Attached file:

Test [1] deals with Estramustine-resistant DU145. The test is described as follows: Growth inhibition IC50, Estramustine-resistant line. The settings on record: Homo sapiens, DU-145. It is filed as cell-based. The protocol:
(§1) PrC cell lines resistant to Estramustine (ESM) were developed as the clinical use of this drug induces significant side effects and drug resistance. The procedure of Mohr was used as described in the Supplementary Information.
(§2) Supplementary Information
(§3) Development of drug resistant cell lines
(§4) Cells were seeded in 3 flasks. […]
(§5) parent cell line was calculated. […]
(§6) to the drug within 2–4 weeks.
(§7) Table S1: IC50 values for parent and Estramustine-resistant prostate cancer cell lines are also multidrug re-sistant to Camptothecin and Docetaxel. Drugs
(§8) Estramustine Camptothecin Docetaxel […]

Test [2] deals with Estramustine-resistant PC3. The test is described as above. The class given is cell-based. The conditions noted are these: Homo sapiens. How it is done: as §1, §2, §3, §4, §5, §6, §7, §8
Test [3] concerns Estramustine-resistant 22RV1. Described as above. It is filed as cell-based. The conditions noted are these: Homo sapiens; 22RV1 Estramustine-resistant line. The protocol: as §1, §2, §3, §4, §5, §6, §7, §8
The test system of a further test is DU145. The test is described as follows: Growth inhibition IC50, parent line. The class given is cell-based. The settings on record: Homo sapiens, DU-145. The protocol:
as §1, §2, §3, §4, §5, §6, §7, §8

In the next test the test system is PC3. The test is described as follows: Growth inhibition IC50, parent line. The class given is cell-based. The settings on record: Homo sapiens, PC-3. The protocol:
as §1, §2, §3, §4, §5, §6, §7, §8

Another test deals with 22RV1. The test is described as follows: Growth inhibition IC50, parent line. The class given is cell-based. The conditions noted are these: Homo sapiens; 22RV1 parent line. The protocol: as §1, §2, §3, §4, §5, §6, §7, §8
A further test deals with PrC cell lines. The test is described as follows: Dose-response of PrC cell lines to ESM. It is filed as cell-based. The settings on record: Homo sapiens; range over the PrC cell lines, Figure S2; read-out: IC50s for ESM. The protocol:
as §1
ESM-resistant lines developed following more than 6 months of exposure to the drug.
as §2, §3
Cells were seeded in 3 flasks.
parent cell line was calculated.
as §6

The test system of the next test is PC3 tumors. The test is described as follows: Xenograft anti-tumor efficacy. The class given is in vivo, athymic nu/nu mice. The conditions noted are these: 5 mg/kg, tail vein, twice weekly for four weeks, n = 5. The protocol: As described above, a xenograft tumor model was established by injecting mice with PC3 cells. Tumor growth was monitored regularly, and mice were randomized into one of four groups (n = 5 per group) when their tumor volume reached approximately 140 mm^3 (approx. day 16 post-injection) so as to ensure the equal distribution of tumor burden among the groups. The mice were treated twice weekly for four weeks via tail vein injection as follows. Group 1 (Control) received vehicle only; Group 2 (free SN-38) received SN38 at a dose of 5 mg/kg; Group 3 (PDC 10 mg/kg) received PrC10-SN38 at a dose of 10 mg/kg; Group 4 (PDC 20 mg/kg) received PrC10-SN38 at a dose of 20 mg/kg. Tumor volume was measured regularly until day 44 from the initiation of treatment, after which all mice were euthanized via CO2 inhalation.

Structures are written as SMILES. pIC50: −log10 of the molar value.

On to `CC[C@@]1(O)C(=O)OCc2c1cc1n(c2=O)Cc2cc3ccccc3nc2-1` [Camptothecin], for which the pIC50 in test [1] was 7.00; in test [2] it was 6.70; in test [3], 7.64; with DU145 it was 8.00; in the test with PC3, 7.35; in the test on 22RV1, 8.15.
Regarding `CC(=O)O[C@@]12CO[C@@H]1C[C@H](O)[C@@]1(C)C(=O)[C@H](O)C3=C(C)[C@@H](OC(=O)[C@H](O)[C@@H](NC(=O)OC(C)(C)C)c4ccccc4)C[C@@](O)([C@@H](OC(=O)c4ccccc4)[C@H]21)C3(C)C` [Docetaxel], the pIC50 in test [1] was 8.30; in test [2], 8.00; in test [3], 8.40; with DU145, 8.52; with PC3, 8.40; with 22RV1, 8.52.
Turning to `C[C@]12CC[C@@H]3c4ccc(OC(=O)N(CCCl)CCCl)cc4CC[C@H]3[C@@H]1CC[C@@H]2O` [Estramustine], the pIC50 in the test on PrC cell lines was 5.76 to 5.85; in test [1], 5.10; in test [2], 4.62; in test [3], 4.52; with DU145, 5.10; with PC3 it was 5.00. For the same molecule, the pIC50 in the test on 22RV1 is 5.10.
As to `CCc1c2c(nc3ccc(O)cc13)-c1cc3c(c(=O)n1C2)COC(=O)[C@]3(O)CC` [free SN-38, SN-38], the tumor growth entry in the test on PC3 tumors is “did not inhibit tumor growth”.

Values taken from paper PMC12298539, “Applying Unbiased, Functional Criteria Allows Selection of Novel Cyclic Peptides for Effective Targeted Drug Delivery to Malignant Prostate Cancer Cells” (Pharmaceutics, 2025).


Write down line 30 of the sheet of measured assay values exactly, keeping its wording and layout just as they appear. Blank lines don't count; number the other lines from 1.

Values taken from paper PMC12298539, “Applying Unbiased, Functional Criteria Allows Selection of Novel Cyclic Peptides for Effective Targeted Drug Delivery to Malignant Prostate Cancer Cells” (Pharmaceutics, 2025).